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Echo
by Pam Munoz Ryan and Dinara Mirtalipova


Overview - 2016 Newbery Honor Book
New York Times Bestseller
An impassioned, uplifting, and virtuosic tour de force from a treasured storyteller

Lost and alone in a forbidden forest, Otto meets three mysterious sisters and suddenly finds himself entwined in a puzzling quest involving a prophecy, a promise, and a harmonica.
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More About Echo by Pam Munoz Ryan; Dinara Mirtalipova
 
 
 
Overview
2016 Newbery Honor Book
New York Times Bestseller
An impassioned, uplifting, and virtuosic tour de force from a treasured storyteller

Lost and alone in a forbidden forest, Otto meets three mysterious sisters and suddenly finds himself entwined in a puzzling quest involving a prophecy, a promise, and a harmonica.
Decades later, Friedrich in Germany, Mike in Pennsylvania, and Ivy in California each, in turn, become interwoven when the very same harmonica lands in their lives. All the children face daunting challenges: rescuing a father, protecting a brother, holding a family together. And ultimately, pulled by the invisible thread of destiny, their suspenseful solo stories converge in an orchestral crescendo.
Richly imagined and masterfully crafted, Echo pushes the boundaries of genre, form, and storytelling innovation to create a wholly original novel that will resound in your heart long after the last note has been struck.

 
Details
  • ISBN-13: 9780439874021
  • ISBN-10: 0439874025
  • Publisher: Scholastic Press
  • Publish Date: February 2015
  • Page Count: 592
  • Reading Level: Ages 10-13
  • Dimensions: 8.3 x 6.1 x 2 inches
  • Shipping Weight: 1.9 pounds


Related Categories

Books > Juvenile Fiction > Social Themes - General
Books > Juvenile Fiction > Performing Arts - Music
Books > Juvenile Fiction > Historical - General

 
Publishers Weekly Reviews

Publishers Weekly® Reviews

  • Reviewed in: Publishers Weekly, page .
  • Review Date: 2014-12-22
  • Reviewer: Staff

The fairy tale that opens this elegant trio of interconnected stories from Ryan (The Dreamer) sets the tone for the rest of the book, in which a mystical harmonica brings together three children growing up before and during WWII. Friedrich, an aspiring conductor whose birthmark makes him an undesirable in Nazi Germany, must try to rescue his father after his Jewish sympathies land him in a prison camp. In Pennsylvania, piano prodigy Mike and his brother, Frankie, get a chance to escape the orphanage for good, but only if they can connect with the eccentric woman who has adopted them. In California, Ivy Maria struggles with her school’s segregation as well as the accusations leveled against Japanese landowners who might finally offer her family a home of their own. Each individual story is engaging, but together they harmonize to create a thrilling whole. The book’s thematic underpinnings poignantly reveal what Friedrich, Mike, and Ivy truly have in common: not just a love of music, but resourcefulness in the face of change, and a refusal to accept injustice. Ages 10–14. Agent: Kendra Marcus, BookStop Literary Agency. (Feb.)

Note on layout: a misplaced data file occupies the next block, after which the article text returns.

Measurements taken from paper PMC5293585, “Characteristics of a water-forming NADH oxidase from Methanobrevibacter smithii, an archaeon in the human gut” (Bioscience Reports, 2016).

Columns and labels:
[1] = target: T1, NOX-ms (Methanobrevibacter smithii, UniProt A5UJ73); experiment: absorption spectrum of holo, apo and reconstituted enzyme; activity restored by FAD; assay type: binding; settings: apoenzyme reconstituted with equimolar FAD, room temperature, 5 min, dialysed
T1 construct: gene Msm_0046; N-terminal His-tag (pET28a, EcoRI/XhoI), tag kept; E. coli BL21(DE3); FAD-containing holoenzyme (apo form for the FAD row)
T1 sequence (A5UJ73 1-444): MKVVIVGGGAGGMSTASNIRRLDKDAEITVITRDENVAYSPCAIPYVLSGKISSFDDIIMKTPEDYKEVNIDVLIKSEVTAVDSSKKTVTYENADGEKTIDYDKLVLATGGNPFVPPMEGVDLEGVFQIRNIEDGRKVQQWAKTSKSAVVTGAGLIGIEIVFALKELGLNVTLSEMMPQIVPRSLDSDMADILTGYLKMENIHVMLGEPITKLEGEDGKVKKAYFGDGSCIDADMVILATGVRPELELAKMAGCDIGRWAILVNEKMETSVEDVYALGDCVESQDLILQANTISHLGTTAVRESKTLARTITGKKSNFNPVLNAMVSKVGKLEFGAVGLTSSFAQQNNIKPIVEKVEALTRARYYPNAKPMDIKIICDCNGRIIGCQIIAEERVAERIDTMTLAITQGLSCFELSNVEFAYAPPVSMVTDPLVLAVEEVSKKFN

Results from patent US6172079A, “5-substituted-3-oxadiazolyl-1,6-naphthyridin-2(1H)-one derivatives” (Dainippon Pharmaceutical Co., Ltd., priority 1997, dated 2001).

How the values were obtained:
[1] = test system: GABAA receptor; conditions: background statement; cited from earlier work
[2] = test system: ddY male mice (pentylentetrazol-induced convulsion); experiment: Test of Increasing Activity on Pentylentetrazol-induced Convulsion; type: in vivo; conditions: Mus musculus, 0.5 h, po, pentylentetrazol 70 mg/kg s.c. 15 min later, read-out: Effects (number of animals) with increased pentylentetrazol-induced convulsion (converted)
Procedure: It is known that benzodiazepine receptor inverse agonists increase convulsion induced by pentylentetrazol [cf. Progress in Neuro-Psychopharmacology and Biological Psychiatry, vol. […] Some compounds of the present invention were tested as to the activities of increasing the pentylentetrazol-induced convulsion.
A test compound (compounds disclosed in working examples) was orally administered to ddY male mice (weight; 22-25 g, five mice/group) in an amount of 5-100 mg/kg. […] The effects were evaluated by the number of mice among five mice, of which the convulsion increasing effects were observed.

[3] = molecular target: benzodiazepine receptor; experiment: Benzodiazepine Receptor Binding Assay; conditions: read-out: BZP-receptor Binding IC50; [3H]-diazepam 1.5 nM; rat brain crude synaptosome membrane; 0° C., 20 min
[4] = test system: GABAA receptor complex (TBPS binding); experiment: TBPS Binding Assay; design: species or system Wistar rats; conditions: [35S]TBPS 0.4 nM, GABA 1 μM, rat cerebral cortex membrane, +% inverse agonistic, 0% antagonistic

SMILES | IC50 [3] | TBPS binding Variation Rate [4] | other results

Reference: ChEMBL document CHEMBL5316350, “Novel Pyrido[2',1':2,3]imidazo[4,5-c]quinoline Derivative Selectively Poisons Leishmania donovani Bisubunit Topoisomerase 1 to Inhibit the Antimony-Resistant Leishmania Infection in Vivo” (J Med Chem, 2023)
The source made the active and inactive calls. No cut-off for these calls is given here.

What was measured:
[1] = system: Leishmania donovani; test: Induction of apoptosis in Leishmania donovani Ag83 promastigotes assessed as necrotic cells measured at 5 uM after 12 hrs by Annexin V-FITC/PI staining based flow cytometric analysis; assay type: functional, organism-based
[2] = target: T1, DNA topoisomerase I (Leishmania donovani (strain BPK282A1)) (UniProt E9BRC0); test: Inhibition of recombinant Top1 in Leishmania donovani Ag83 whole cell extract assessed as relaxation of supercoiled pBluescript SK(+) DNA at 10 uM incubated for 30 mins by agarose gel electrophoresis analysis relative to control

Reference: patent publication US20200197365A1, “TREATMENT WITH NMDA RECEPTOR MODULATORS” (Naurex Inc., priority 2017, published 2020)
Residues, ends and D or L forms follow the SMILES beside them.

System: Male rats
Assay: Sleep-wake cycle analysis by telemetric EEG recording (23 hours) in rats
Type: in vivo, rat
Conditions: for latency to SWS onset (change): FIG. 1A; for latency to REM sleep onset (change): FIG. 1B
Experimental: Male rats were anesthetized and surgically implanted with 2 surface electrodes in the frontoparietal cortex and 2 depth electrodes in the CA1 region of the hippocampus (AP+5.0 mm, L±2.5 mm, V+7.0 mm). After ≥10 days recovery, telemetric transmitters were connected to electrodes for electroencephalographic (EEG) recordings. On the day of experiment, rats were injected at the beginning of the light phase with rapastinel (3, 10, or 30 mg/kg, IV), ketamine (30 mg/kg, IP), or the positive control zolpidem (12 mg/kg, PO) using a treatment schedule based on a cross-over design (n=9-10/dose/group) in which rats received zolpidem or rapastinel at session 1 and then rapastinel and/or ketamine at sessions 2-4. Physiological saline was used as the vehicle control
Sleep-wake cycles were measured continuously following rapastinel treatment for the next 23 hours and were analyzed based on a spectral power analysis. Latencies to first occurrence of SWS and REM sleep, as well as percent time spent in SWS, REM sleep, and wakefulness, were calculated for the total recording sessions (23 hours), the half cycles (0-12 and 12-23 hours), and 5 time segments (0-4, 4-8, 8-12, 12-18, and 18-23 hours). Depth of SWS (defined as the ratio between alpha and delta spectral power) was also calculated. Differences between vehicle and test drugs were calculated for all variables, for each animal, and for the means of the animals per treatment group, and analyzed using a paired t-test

BookPage Reviews

The timeless power of music

BookPage Children's Top Pick, March 2015

The latest novel by award-winning author Pam Muñoz Ryan is a hefty yet riveting page-turner containing four interwoven stories.

The first is a fairy tale about a boy named Otto who becomes lost in a German forest. He is rescued by three mysterious maidens who happen to be characters in a book that he has just bought from a gypsy. This gypsy also gives Otto a unique harmonica that has special powers. “When you play it,” the maidens explain, “you breathe in and out, just as you would to keep your body alive. Have you ever considered that one person might play the mouth harp and pass along her strength and vision and knowledge?” Indeed, this instrument has amazing “pay it forward” abilities.

The fairy tale is followed by three novella-length stories of historical fiction, each connected by Otto’s magic harmonica. It first appears in Trossingen, Germany, in 1933, where a boy named Friedrich yearns to become a conductor. He’s tormented, however, by his disfiguring facial birthmark, and his safety is threatened by a Nazi law requiring sterilization of those with deformities. The harmonica’s next owner is an orphaned boy in 1935 Pennsylvania who fears being separated from his younger brother and loves playing the piano. And finally the harmonica turns up in Southern California in 1942 in the hands of Ivy Maria Lopez, a young Mexican-American girl whose family’s fortune changes after a Japanese family is sent to an internment camp. These interwoven tales unite in a majestic scene in 1951 New York, along with a short epilogue explaining how Otto passed along his magic harmonica to begin its magical journey.

These fast-paced stories are woven together to give young readers a wealth of historical information in an incredibly gripping way. In a novel filled with real-life examples of prejudice and injustice, Ryan repeatedly illustrates an important message uttered by Friedrich’s father: “Music is a universal language. A universal religion of sorts. Certainly it’s my religion. Music surpasses all distinctions between people.”

 

This article was originally published in the March 2015 issue of BookPage. Download the entire issue for the Kindle or Nook.

 
BAM Customer Reviews